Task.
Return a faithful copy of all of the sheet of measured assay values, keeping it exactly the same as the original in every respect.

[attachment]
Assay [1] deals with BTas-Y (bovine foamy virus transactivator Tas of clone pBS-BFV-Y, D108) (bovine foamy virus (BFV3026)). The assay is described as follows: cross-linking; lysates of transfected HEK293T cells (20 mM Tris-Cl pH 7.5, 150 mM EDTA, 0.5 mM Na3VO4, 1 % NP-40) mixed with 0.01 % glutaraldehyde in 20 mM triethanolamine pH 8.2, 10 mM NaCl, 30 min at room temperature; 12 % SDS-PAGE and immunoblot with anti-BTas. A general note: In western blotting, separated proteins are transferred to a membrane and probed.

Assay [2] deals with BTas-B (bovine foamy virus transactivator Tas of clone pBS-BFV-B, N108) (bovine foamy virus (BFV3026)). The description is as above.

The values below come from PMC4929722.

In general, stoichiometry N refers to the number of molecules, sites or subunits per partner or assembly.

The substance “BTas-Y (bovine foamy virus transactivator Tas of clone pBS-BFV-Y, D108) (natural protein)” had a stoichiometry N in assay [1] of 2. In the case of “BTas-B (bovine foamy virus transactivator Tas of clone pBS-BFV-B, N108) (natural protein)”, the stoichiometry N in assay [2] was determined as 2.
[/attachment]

Assay [1] deals with BTas-Y (bovine foamy virus transactivator Tas of clone pBS-BFV-Y, D108) (bovine foamy virus (BFV3026)). The assay is described as follows: cross-linking; lysates of transfected HEK293T cells (20 mM Tris-Cl pH 7.5, 150 mM EDTA, 0.5 mM Na3VO4, 1 % NP-40) mixed with 0.01 % glutaraldehyde in 20 mM triethanolamine pH 8.2, 10 mM NaCl, 30 min at room temperature; 12 % SDS-PAGE and immunoblot with anti-BTas. A general note: In western blotting, separated proteins are transferred to a membrane and probed.

Assay [2] deals with BTas-B (bovine foamy virus transactivator Tas of clone pBS-BFV-B, N108) (bovine foamy virus (BFV3026)). The description is as above.

The values below come from PMC4929722.

In general, stoichiometry N refers to the number of molecules, sites or subunits per partner or assembly.

The substance “BTas-Y (bovine foamy virus transactivator Tas of clone pBS-BFV-Y, D108) (natural protein)” had a stoichiometry N in assay [1] of 2. In the case of “BTas-B (bovine foamy virus transactivator Tas of clone pBS-BFV-B, N108) (natural protein)”, the stoichiometry N in assay [2] was determined as 2.